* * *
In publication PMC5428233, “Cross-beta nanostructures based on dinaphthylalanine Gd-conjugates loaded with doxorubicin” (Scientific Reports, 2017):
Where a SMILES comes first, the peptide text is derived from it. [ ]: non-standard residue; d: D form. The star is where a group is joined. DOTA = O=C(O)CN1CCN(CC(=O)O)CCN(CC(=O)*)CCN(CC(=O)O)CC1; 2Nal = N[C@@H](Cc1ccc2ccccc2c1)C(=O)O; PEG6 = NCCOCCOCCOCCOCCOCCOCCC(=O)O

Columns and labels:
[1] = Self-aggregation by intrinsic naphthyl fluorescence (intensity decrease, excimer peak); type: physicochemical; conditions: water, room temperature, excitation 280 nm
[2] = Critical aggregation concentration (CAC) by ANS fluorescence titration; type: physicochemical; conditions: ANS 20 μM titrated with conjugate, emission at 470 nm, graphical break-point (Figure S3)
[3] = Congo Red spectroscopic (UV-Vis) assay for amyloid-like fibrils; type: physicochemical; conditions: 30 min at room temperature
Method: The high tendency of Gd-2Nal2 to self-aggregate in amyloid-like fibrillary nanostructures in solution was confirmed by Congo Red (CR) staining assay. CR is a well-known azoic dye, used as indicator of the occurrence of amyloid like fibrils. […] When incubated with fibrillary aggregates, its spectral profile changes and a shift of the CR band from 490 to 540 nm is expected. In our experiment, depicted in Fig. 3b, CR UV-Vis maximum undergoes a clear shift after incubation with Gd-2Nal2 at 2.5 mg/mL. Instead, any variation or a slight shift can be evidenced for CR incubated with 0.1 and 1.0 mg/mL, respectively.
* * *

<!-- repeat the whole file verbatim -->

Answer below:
In publication PMC5428233, “Cross-beta nanostructures based on dinaphthylalanine Gd-conjugates loaded with doxorubicin” (Scientific Reports, 2017):
Where a SMILES comes first, the peptide text is derived from it. [ ]: non-standard residue; d: D form. The star is where a group is joined. DOTA = O=C(O)CN1CCN(CC(=O)O)CCN(CC(=O)*)CCN(CC(=O)O)CC1; 2Nal = N[C@@H](Cc1ccc2ccccc2c1)C(=O)O; PEG6 = NCCOCCOCCOCCOCCOCCOCCC(=O)O

Columns and labels:
[1] = Self-aggregation by intrinsic naphthyl fluorescence (intensity decrease, excimer peak); type: physicochemical; conditions: water, room temperature, excitation 280 nm
[2] = Critical aggregation concentration (CAC) by ANS fluorescence titration; type: physicochemical; conditions: ANS 20 μM titrated with conjugate, emission at 470 nm, graphical break-point (Figure S3)
[3] = Congo Red spectroscopic (UV-Vis) assay for amyloid-like fibrils; type: physicochemical; conditions: 30 min at room temperature
Method: The high tendency of Gd-2Nal2 to self-aggregate in amyloid-like fibrillary nanostructures in solution was confirmed by Congo Red (CR) staining assay. CR is a well-known azoic dye, used as indicator of the occurrence of amyloid like fibrils. […] When incubated with fibrillary aggregates, its spectral profile changes and a shift of the CR band from 490 to 540 nm is expected. In our experiment, depicted in Fig. 3b, CR UV-Vis maximum undergoes a clear shift after incubation with Gd-2Nal2 at 2.5 mg/mL. Instead, any variation or a slight shift can be evidenced for CR incubated with 0.1 and 1.0 mg/mL, respectively.